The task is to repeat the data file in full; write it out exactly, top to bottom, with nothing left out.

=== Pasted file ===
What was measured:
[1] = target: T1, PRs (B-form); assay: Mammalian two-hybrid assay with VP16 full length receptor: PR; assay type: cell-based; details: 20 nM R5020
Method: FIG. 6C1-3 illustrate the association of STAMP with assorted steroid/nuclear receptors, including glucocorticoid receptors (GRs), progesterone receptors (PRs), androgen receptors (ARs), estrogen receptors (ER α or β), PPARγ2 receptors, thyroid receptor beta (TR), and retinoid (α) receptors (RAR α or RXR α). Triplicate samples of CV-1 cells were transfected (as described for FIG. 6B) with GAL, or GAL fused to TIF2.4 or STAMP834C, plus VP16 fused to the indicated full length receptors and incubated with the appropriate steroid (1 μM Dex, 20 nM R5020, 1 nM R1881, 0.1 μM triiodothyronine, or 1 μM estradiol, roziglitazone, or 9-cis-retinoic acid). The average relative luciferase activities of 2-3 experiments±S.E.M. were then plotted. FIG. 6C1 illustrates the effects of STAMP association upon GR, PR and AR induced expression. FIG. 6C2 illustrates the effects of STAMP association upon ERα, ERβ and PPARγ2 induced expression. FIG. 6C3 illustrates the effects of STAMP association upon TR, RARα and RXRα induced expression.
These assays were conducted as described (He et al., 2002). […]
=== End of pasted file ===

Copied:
What was measured:
[1] = target: T1, PRs (B-form); assay: Mammalian two-hybrid assay with VP16 full length receptor: PR; assay type: cell-based; details: 20 nM R5020
Method: FIG. 6C1-3 illustrate the association of STAMP with assorted steroid/nuclear receptors, including glucocorticoid receptors (GRs), progesterone receptors (PRs), androgen receptors (ARs), estrogen receptors (ER α or β), PPARγ2 receptors, thyroid receptor beta (TR), and retinoid (α) receptors (RAR α or RXR α). Triplicate samples of CV-1 cells were transfected (as described for FIG. 6B) with GAL, or GAL fused to TIF2.4 or STAMP834C, plus VP16 fused to the indicated full length receptors and incubated with the appropriate steroid (1 μM Dex, 20 nM R5020, 1 nM R1881, 0.1 μM triiodothyronine, or 1 μM estradiol, roziglitazone, or 9-cis-retinoic acid). The average relative luciferase activities of 2-3 experiments±S.E.M. were then plotted. FIG. 6C1 illustrates the effects of STAMP association upon GR, PR and AR induced expression. FIG. 6C2 illustrates the effects of STAMP association upon ERα, ERβ and PPARγ2 induced expression. FIG. 6C3 illustrates the effects of STAMP association upon TR, RARα and RXRα induced expression.
These assays were conducted as described (He et al., 2002). […]